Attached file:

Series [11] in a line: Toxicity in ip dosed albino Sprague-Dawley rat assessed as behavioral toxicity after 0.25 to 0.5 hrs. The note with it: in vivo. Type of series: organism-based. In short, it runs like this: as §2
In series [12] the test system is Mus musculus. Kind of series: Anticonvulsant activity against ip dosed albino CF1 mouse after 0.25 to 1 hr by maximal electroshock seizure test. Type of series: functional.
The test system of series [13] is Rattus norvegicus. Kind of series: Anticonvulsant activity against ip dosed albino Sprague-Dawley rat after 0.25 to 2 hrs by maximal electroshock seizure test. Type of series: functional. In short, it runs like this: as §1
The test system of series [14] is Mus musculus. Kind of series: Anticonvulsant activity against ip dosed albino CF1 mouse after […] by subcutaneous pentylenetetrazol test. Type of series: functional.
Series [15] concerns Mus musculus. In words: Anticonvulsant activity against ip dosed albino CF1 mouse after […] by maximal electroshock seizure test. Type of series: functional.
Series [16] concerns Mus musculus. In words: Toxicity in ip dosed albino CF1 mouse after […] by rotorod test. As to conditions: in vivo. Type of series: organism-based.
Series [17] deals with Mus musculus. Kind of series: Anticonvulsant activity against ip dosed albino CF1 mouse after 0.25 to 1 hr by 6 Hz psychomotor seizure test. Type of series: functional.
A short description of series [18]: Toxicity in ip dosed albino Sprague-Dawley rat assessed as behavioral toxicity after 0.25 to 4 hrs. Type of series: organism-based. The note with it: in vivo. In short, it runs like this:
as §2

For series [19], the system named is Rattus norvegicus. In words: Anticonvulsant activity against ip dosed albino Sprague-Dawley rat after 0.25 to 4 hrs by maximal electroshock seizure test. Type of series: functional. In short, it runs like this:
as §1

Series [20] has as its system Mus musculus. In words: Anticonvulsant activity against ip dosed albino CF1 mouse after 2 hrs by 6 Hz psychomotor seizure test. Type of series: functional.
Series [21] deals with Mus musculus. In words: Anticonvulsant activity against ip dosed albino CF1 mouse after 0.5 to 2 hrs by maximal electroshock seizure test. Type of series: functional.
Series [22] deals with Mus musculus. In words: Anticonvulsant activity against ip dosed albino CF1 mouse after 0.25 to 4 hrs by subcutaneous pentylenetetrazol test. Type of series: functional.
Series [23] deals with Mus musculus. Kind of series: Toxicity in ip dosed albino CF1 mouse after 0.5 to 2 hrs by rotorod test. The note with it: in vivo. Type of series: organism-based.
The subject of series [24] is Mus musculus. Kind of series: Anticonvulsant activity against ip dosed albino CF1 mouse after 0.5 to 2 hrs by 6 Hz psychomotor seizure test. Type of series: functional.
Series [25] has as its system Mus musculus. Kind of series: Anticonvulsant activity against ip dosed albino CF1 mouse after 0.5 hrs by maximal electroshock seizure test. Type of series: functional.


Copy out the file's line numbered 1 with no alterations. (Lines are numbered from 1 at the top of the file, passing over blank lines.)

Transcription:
Series [11] in a line: Toxicity in ip dosed albino Sprague-Dawley rat assessed as behavioral toxicity after 0.25 to 0.5 hrs. The note with it: in vivo. Type of series: organism-based. In short, it runs like this: as §2